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Tweet Chat with Dr. Nissen, 3/20/13

Wednesday, March 20, 2013 – Noon


Dr. Steven Nissen, Chairman of the Robert and Suzanne Tomsich Department of Cardiovascular Medicine, hosts a monthly Tweet-Chat @ClevClinicHeart:

A Review of Recent Heart News

HeartRN: Welcome to the twitter chat with Dr. Nissen. We will talk about what's in the news. Last week the ACC meeting held in San Francisco - lots of new studies.

Dr. Nissen : The biggest news was the HPS2-THRIVE study looking at the effects of Niacin in 25000 patients. Study investigators were very aggressive in reporting harm from Niacin but ....

Niacin was given with a second drug known as laropiprant, a prostaglandin inhibitor. There is considerable evidence suggesting that laropiprant may be a bad actor. Therefore, HPS2-THRIVE does not definitively prove harm from niacin alone.

That being said, most cardiologists are moving away from niacin after two failed studies including HPS2-THRIVE. In HPS2-THRIVE there were excess diabetic complications, infection and bleeding with niacin treated patients.

HeartRN: Dr. Nissen, did you see the study regarding vitamin D and African Americans' affect on BP. Can you comment?

Dr. Nissen: The study showed that vitamin D seemed to lower blood pressure in blacks. There were significant limitations in the study including higher blood pressure in patients that got high dose vitamin D. Importantly, these were NOT patients with hypertension! Everybody had a normal blood pressure. Showing a reduction in blood pressure in patients with normal blood pressure isn't very useful or enlightening.

HeartRN: Lots of interest in the news about a study suggesting that sugary drinks "cause" 180,000 deaths worldwide.

Dr. Nissen: Pretty close to "junk science." I don't advocate sugary drinks, but this study made huge leaps from sugary drink consumption to predictions about death. They didn't actually measure death rates. This is another example of a disturbing trend sensationalizing poor studies. However, don't go out and drink a 64 ounce big drink.

HeartRN: Another study at ACC reported that cholesterol levels rise in winter.

Dr. Nissen: The cholesterol increase was only about 8 percent and no clinical consequences were shown. A question we all asked was why cholesterol levels rise in winter? Most likely people exercise less and crave fatty foods during cold months. Best advice: don't indulge in saturated fats regardless of season. Eat good fats.

HeartRN: A study in NEJM showed that a Mediterranean diet can reduce heart risk by 30%.

Dr. Nissen: Very high quality study in 7500 people. It blows the low fat diet myth out of the water. This is bad news for people who have argued for years that all fats are bad like Dr. Caldwell Esselstyn. It is good news for people advocating a sensible, balanced and tasty diet. This diet includes olive oil, nuts, fruits, legumes and other tasty foods. Eat a Mediterranean diet, live long and enjoy life!

HeartRN: A study at ACC meeting suggests women get cardiac rehabilitation less often than men.

Dr. Nissen: Cardiac rehab is amazingly effective in patients with a variety of conditions, including heart failure. Unfortunately cardiac rehab is vastly underused.

If you have coronary disease, have had an intervention, or bypass heart failure or peripheral disease, strongly consider a 12 week cardiac rehab program. Data show reduced mortality in women undergoing cardiac rehab. Same is true for men.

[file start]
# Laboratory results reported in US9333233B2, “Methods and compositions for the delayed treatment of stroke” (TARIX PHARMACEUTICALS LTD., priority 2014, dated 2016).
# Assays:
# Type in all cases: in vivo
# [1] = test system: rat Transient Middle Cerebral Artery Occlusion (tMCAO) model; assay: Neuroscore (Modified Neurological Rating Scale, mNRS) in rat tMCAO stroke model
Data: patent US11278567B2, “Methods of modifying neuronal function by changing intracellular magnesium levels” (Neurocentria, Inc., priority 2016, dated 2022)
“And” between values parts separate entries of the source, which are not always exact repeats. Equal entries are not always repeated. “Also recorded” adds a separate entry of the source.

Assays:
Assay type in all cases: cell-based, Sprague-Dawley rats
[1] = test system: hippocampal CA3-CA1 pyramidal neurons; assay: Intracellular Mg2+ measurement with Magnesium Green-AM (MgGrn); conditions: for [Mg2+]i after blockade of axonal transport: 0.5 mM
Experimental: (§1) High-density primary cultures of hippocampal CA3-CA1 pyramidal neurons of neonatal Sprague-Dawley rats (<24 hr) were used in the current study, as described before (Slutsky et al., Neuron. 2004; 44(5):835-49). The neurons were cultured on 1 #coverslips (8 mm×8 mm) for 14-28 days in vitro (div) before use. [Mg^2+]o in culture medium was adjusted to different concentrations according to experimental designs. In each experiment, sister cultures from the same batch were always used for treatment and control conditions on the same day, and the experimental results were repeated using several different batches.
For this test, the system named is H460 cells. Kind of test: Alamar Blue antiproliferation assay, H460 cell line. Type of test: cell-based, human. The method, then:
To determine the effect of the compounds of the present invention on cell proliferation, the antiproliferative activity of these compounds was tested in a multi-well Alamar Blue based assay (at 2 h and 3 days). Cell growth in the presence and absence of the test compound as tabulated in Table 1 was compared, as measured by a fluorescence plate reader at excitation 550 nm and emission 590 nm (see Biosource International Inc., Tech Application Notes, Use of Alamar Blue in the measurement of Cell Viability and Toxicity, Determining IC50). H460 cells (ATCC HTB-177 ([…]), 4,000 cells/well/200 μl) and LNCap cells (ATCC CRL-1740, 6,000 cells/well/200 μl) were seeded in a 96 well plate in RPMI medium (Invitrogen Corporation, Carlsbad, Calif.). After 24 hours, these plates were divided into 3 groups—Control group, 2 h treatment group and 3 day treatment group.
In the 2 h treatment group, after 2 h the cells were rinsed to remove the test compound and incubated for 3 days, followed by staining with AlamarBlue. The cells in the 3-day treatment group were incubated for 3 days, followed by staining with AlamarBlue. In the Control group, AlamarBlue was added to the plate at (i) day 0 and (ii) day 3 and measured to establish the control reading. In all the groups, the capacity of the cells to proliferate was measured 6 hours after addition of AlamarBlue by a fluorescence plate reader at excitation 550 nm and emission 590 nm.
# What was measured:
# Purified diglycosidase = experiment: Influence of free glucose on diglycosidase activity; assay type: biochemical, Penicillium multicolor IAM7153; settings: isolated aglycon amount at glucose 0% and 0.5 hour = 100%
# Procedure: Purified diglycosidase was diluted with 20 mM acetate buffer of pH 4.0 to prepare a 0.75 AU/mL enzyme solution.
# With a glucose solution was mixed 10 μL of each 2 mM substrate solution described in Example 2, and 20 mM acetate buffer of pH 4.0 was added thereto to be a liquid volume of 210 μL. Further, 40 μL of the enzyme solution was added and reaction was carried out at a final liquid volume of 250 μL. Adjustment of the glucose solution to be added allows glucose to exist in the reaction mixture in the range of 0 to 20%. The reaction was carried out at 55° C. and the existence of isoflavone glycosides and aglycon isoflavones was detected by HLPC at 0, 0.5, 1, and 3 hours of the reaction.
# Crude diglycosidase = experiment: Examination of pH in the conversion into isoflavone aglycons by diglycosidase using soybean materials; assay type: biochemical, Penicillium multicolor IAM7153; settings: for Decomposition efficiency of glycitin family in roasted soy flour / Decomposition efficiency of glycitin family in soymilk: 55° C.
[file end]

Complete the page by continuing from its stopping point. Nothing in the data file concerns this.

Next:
HeartRN: Another controversial area is use of Digoxin.

Dr. Nissen: Digoxin is the drug derived from a very old medicine: digitalis leaf. One study at ACC showed that digoxin reduces heart failure admissions. However, a study last fall showed that digoxin increased mortality in patients with atrial fibrillation. At last week's ACC, another study showed increased mortality with digoxin in patients with atrial fibrillation.

What should we believe? We just don't have solid answers. Talk to your doctor.

HeartRN: Study on March 12 in JAMA on smoking cessation.

Dr. Nissen: Patients who quit smoking gained 6 - 8 lbs over 4 years but heart disease mortality was reduced by 50 percent. Great answer to a question we hear from many smokers. Don't let fear of weight gain keep you from stopping smoking - it can save your life.

Questions from Participants:

Old Gymnast: Is it the exercise that helps or the rebuilding of confidence in your body?

Dr. Nissen: In disease of the leg arteries, cardiac rehab allows people to walk farther and faster. Exercise training during rehab improves the efficiency of heart function which is probably why mortality declines.

OldGymnast: Niaspan to help HDL cholesterol particle size. Go or no go? Long term drawbacks?

Dr. Nissen: We are moving away from Niacin due to negative studies. Particle measurements are not useful and a waste of money.

OldGymnast: What is the current recommendation for duration one should take Plavix following stents for MI?

Dr. Nissen: Depends on type of stent. For most patients with drug eluting stents (DES) we recommend 1 year. For patients with regular stent we recommend 3 months

This information is provided by Cleveland Clinic as a convenience service only and is not intended to replace the medical advice of your doctor or health care provider. Please consult your health care provider for advice about a specific medical condition. Please remember that this information, in the absence of a visit with a health care professional, must be considered as an educational service only and is not designed to replace a physician's independent judgment about the appropriateness or risks of a procedure for a given patient. The views and opinions expressed by an individual in this forum are not necessarily the views of Cleveland Clinic institution or other Cleveland Clinic physicians.

Reviewed: 3/13

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